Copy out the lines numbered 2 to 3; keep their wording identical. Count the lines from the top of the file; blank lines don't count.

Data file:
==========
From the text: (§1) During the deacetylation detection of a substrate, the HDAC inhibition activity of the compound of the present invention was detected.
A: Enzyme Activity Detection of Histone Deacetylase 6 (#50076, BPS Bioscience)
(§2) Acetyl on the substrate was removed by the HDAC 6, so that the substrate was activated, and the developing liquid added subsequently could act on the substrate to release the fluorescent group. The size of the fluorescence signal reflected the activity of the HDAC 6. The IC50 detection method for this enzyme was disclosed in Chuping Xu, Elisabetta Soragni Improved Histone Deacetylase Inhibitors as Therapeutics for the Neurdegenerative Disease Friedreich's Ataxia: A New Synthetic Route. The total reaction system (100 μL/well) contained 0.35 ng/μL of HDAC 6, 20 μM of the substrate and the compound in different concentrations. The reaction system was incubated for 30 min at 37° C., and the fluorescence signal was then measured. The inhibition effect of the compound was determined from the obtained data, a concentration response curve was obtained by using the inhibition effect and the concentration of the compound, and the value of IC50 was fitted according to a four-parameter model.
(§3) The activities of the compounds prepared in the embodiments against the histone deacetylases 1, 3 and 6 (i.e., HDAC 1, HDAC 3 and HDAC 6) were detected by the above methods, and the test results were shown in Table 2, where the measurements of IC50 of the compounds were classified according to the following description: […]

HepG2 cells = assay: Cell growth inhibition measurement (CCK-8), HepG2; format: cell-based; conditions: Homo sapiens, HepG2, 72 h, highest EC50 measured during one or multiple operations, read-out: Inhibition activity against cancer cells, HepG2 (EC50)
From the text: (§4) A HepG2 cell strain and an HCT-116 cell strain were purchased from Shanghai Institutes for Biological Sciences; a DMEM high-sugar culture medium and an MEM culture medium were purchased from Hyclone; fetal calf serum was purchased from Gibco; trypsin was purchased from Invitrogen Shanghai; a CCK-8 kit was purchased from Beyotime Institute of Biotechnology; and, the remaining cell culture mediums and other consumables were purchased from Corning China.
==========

A: Enzyme Activity Detection of Histone Deacetylase 6 (#50076, BPS Bioscience)
(§2) Acetyl on the substrate was removed by the HDAC 6, so that the substrate was activated, and the developing liquid added subsequently could act on the substrate to release the fluorescent group. The size of the fluorescence signal reflected the activity of the HDAC 6. The IC50 detection method for this enzyme was disclosed in Chuping Xu, Elisabetta Soragni Improved Histone Deacetylase Inhibitors as Therapeutics for the Neurdegenerative Disease Friedreich's Ataxia: A New Synthetic Route. The total reaction system (100 μL/well) contained 0.35 ng/μL of HDAC 6, 20 μM of the substrate and the compound in different concentrations. The reaction system was incubated for 30 min at 37° C., and the fluorescence signal was then measured. The inhibition effect of the compound was determined from the obtained data, a concentration response curve was obtained by using the inhibition effect and the concentration of the compound, and the value of IC50 was fitted according to a four-parameter model.